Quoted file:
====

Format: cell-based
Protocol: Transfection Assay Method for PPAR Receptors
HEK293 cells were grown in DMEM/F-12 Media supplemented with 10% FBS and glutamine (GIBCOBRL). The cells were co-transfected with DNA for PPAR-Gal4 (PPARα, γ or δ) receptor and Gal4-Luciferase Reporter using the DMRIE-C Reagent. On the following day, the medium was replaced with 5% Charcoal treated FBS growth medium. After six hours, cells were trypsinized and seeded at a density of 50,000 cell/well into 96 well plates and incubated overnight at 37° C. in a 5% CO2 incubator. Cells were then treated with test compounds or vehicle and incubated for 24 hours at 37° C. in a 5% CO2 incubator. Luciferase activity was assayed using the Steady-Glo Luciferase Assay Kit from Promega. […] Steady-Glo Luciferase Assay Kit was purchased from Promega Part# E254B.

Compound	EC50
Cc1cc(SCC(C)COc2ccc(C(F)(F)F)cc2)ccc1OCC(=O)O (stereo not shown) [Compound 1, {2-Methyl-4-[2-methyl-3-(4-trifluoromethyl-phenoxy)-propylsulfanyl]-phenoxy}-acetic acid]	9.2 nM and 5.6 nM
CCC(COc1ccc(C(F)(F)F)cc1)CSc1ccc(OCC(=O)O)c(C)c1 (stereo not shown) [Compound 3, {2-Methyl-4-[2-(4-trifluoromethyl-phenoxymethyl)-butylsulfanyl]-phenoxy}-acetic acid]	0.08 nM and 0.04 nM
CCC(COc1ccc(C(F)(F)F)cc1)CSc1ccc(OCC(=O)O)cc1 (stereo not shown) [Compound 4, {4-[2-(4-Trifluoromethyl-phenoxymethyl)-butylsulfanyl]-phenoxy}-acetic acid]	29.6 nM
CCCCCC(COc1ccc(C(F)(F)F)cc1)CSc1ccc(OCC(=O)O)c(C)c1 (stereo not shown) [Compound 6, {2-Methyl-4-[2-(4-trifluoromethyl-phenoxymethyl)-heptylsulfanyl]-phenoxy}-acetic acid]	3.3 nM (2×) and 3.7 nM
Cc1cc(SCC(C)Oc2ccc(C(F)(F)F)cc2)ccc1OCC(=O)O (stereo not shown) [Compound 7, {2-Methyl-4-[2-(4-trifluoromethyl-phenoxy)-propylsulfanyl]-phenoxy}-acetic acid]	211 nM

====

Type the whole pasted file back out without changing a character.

Format: cell-based
Protocol: Transfection Assay Method for PPAR Receptors
HEK293 cells were grown in DMEM/F-12 Media supplemented with 10% FBS and glutamine (GIBCOBRL). The cells were co-transfected with DNA for PPAR-Gal4 (PPARα, γ or δ) receptor and Gal4-Luciferase Reporter using the DMRIE-C Reagent. On the following day, the medium was replaced with 5% Charcoal treated FBS growth medium. After six hours, cells were trypsinized and seeded at a density of 50,000 cell/well into 96 well plates and incubated overnight at 37° C. in a 5% CO2 incubator. Cells were then treated with test compounds or vehicle and incubated for 24 hours at 37° C. in a 5% CO2 incubator. Luciferase activity was assayed using the Steady-Glo Luciferase Assay Kit from Promega. […] Steady-Glo Luciferase Assay Kit was purchased from Promega Part# E254B.

Compound	EC50
Cc1cc(SCC(C)COc2ccc(C(F)(F)F)cc2)ccc1OCC(=O)O (stereo not shown) [Compound 1, {2-Methyl-4-[2-methyl-3-(4-trifluoromethyl-phenoxy)-propylsulfanyl]-phenoxy}-acetic acid]	9.2 nM and 5.6 nM
CCC(COc1ccc(C(F)(F)F)cc1)CSc1ccc(OCC(=O)O)c(C)c1 (stereo not shown) [Compound 3, {2-Methyl-4-[2-(4-trifluoromethyl-phenoxymethyl)-butylsulfanyl]-phenoxy}-acetic acid]	0.08 nM and 0.04 nM
CCC(COc1ccc(C(F)(F)F)cc1)CSc1ccc(OCC(=O)O)cc1 (stereo not shown) [Compound 4, {4-[2-(4-Trifluoromethyl-phenoxymethyl)-butylsulfanyl]-phenoxy}-acetic acid]	29.6 nM
CCCCCC(COc1ccc(C(F)(F)F)cc1)CSc1ccc(OCC(=O)O)c(C)c1 (stereo not shown) [Compound 6, {2-Methyl-4-[2-(4-trifluoromethyl-phenoxymethyl)-heptylsulfanyl]-phenoxy}-acetic acid]	3.3 nM (2×) and 3.7 nM
Cc1cc(SCC(C)Oc2ccc(C(F)(F)F)cc2)ccc1OCC(=O)O (stereo not shown) [Compound 7, {2-Methyl-4-[2-(4-trifluoromethyl-phenoxy)-propylsulfanyl]-phenoxy}-acetic acid]	211 nM